Rebellious heroes, subversive troublemakers and living legends - Eckart Runge and Jacques Ammon celebrate their duo's 25th anniversary and the release of the debut album with the Berlin Classics label in 2021. The track listing reads like flipping the frequency dial on your car radio between classical station and rock radio. The starting point for the duo's exploration is master Beethoven and his Cello Sonata No. 4, op. 102/1. "Impossible (to) understand at first hearing," wrote a contemporary in 1815 after the premiere, because of it's revolutionary formal layout, yet strict counterpoint. After decades of dealing with Beethoven (for example as a member of the world-famous Artemis Quartet), Eckart Runge searches for bridges to more recent music history and finds them in the famous names of Amy Winehouse, with her probably most successful hit "Back to Black", "Purple Haze" by Jimi Hendrix, David Bowie's "Warszawa", the "Bebop Tango" by Frank Zappa and finally "Don't You Worry 'bout a Thing" by Stevie Wonder. All these counterparts are united by their outstanding position within their genre, their courage to cross borders and their legendary status and influence on subsequent generations of musicians. The arrangements of the songs for the combination Cello and Piano were created in collaboration with the well-known composer and arranger Wolf Kerschek. The goal was, not only to realize the works, but to take a look at them through the tonal possibilities of the instruments and the artistic abilities of the two musicians. This is also true for Beethoven's works, which, among the hits of the 20th century, reference the listener back to the 19th century. Besides the already mentioned 4th Sonata for Violoncello and Piano, arrangements of the song "Adelaide", the third movement of Beethoven's Piano Sonata op. 110 and the Cavatina from his String Quartet op. 130 follow.
Rebellious heroes, subversive troublemakers and living legends - Eckart Runge and Jacques Ammon celebrate their duo's 25th anniversary and the release of the debut album with the Berlin Classics label in 2021. The track listing reads like flipping the frequency dial on your car radio between classical station and rock radio. The starting point for the duo's exploration is master Beethoven and his Cello Sonata No. 4, op. 102/1. "Impossible (to) understand at first hearing," wrote a contemporary in 1815 after the premiere, because of it's revolutionary formal layout, yet strict counterpoint. After decades of dealing with Beethoven (for example as a member of the world-famous Artemis Quartet), Eckart Runge searches for bridges to more recent music history and finds them in the famous names of Amy Winehouse, with her probably most successful hit "Back to Black", "Purple Haze" by Jimi Hendrix, David Bowie's "Warszawa", the "Bebop Tango" by Frank Zappa and finally "Don't You Worry 'bout a Thing" by Stevie Wonder. All these counterparts are united by their outstanding position within their genre, their courage to cross borders and their legendary status and influence on subsequent generations of musicians. The arrangements of the songs for the combination Cello and Piano were created in collaboration with the well-known composer and arranger Wolf Kerschek. The goal was, not only to realize the works, but to take a look at them through the tonal possibilities of the instruments and the artistic abilities of the two musicians. This is also true for Beethoven's works, which, among the hits of the 20th century, reference the listener back to the 19th century. Besides the already mentioned 4th Sonata for Violoncello and Piano, arrangements of the song "Adelaide", the third movement of Beethoven's Piano Sonata op. 110 and the Cavatina from his String Quartet op. 130 follow.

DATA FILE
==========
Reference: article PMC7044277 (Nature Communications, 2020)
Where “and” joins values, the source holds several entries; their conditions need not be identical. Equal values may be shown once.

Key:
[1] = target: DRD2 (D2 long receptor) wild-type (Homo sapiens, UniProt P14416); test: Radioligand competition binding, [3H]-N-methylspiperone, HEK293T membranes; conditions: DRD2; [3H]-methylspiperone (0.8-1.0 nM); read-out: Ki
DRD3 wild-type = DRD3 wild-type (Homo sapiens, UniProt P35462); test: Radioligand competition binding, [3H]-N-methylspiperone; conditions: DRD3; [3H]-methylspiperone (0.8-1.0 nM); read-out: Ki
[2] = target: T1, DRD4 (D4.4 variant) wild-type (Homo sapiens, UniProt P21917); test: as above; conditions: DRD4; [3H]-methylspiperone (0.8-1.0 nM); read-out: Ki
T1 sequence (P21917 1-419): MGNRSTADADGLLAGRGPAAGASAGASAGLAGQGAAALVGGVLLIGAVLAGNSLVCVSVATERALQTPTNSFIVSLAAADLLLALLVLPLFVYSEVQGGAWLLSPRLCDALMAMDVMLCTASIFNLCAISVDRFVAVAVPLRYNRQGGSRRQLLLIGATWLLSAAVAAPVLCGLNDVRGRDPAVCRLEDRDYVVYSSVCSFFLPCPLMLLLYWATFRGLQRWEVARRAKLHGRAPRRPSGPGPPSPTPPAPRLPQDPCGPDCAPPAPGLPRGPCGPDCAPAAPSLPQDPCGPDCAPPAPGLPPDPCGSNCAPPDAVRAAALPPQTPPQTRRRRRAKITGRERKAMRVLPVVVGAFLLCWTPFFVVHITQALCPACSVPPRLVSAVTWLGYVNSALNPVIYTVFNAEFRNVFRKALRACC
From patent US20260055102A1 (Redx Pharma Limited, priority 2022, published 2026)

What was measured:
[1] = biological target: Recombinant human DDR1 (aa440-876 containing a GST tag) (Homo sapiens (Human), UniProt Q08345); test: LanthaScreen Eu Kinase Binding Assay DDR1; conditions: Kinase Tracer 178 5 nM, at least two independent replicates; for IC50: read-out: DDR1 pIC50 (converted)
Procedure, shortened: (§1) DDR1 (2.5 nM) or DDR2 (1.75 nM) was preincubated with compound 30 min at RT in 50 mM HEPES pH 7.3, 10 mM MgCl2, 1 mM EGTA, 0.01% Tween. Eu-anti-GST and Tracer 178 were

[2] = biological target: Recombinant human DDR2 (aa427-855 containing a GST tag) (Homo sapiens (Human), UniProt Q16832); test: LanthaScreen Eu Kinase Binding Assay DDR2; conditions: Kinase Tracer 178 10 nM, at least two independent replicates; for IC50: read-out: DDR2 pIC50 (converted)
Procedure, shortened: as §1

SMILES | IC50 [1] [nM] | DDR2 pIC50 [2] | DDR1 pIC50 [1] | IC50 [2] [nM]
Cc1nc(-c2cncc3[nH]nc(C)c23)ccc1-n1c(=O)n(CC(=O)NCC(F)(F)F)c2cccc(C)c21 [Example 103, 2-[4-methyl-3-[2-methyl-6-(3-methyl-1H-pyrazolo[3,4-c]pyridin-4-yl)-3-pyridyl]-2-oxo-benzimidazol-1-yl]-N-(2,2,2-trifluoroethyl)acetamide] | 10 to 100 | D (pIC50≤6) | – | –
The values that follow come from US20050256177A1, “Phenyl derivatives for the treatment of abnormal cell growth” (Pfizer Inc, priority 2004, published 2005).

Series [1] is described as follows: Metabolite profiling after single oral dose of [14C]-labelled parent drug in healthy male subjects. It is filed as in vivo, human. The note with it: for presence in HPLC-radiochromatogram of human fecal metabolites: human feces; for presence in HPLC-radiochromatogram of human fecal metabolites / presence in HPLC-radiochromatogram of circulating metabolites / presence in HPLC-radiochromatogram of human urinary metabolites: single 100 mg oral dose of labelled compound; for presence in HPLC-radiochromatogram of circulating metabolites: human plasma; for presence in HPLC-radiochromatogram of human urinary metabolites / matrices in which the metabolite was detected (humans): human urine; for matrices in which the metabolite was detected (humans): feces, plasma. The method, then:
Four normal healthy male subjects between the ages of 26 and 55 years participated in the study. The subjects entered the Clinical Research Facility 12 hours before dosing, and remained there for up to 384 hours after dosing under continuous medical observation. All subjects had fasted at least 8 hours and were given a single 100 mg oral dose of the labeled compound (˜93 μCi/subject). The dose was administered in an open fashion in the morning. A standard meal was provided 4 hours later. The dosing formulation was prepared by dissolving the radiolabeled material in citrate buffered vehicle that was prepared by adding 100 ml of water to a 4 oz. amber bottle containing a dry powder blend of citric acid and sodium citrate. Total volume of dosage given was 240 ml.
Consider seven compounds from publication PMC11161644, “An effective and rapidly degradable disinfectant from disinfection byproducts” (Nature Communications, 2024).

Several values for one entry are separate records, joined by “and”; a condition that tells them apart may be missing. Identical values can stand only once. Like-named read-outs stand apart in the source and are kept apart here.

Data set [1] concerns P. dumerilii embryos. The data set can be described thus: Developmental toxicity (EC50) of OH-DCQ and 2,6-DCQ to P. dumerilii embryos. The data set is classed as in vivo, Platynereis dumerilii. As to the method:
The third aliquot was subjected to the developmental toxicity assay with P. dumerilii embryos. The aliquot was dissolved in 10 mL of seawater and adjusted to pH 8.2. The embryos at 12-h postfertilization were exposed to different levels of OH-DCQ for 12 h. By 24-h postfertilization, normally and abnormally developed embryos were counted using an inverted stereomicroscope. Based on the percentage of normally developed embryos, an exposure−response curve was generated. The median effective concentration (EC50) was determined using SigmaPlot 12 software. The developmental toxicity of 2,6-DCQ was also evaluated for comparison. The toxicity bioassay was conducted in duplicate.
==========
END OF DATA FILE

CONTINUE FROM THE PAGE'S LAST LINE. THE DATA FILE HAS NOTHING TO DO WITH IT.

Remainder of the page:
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Revolutionary Icons / Various
Artist: Revolutionary Icons / Various
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Rebellious heroes, subversive troublemakers and living legends - Eckart Runge and Jacques Ammon celebrate their duo's 25th anniversary and the release of the debut album with the Berlin Classics label in 2021. The track listing reads like flipping the frequency dial on your car radio between classical station and rock radio. The starting point for the duo's exploration is master Beethoven and his Cello Sonata No. 4, op. 102/1. "Impossible (to) understand at first hearing," wrote a contemporary in 1815 after the premiere, because of it's revolutionary formal layout, yet strict counterpoint. After decades of dealing with Beethoven (for example as a member of the world-famous Artemis Quartet), Eckart Runge searches for bridges to more recent music history and finds them in the famous names of Amy Winehouse, with her probably most successful hit "Back to Black", "Purple Haze" by Jimi Hendrix, David Bowie's "Warszawa", the "Bebop Tango" by Frank Zappa and finally "Don't You Worry 'bout a Thing" by Stevie Wonder. All these counterparts are united by their outstanding position within their genre, their courage to cross borders and their legendary status and influence on subsequent generations of musicians. The arrangements of the songs for the combination Cello and Piano were created in collaboration with the well-known composer and arranger Wolf Kerschek. The goal was, not only to realize the works, but to take a look at them through the tonal possibilities of the instruments and the artistic abilities of the two musicians. This is also true for Beethoven's works, which, among the hits of the 20th century, reference the listener back to the 19th century. Besides the already mentioned 4th Sonata for Violoncello and Piano, arrangements of the song "Adelaide", the third movement of Beethoven's Piano Sonata op. 110 and the Cavatina from his String Quartet op. 130 follow.